Know more about your neighbour Bhutan
Isolated from the world and blessed with natural beauty, Bhutan is considered as one of the most mysterious countries in the world. The United Nation recognised Bhutan as a nation only in 1974. Not that they care. Bhutanese are self contented and don’t promote tourism as they think it will affect their natural environment and culture. If you plan to visit this beautiful neighbouring country, read on to know more about it.
- Bhutan, one of the landlocked countries in the world, is one of the smallest countries in the world. India is 86 times bigger than Bhutan or the US is 256 times bigger than this country!
- The word “Bhutan” translates to “Land of the Thunder Dragon.” It earned the nickname because of the fierce storms that often roll in from the Himalayas. The national flag has dragon on it.
- At 24,840 feet, Gangkhar Puensum is the highest point in Bhutan—and the highest unclimbed mountain in the world. Bhutan has the highest number of mountains which haven’t been trekked yet.
- If you’re in Bhutan, don’t accept the food instantly. Bhutanese manners dictate that you are to refuse food whenever it’s offered to you. The tradition is to say the words “meshu meshu” and cover your mouth with your hands. You can give in after two or three offers.
- Anyone found guilty of killing a highly endangered and culturally sacred black-necked crane could be sentenced to life in prison.
- Bhutan is the only country in the world to ban the use of tobacco and you may be jailed if found smoking in prohibited areas, though one may smoke in private.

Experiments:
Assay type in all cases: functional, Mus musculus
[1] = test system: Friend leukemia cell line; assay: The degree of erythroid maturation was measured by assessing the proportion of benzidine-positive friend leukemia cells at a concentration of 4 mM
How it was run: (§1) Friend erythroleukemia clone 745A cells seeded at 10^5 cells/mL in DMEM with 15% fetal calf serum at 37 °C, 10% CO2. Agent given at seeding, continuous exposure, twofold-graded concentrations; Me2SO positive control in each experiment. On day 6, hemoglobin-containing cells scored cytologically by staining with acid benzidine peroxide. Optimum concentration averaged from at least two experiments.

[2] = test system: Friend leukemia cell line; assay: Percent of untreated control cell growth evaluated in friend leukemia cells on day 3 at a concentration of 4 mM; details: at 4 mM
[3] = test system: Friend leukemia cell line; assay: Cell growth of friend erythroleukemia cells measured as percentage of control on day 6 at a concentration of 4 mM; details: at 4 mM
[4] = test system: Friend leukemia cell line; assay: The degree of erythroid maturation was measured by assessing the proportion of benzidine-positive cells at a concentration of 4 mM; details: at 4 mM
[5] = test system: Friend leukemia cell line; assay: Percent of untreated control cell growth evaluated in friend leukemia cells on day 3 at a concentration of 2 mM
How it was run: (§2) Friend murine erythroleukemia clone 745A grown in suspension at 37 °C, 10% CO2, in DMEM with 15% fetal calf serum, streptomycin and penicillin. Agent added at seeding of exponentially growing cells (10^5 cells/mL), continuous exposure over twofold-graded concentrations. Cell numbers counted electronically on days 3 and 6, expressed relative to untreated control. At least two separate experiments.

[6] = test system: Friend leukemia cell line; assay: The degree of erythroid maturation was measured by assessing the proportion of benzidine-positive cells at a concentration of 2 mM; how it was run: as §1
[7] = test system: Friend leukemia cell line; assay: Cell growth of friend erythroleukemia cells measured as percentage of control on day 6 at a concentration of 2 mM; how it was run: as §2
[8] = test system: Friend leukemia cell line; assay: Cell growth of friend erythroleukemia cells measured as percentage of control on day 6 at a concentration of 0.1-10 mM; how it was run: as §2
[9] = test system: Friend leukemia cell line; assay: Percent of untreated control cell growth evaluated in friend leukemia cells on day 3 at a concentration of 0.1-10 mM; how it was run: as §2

- Paro airport, the only international airport in Bhutan, is on the list of the most dangerous airports in the world, thanks to the Himalayan range of mountains and a very small runaway. Only eight pilots are allowed to fly to Bhutan.
- The law in Bhutan says that at least 60% of the country be covered with forests (the current one is 71%), which has ensured that Bhutan is the only carbon negative country in the world. Wow!
- Bhutan is the only country in the world without automatic traffic lights! There are very few vehicles, and not much traffic. A driver’s paradise, we say!
- Although the country is still developing and not among the richest, healthcare and education is free for all in Bhutan. And the healthcare is free for visitors too.
- Bhutanese are one of the most contented people in Asia and in the world. Unlike other countries which measure their wealth in Gross Domestic Product, the nation has a metric called Gross National Happiness,. They believe that happiness is not related to having more money. Who needs money when you have Mother Nature pampering you with all her bounties.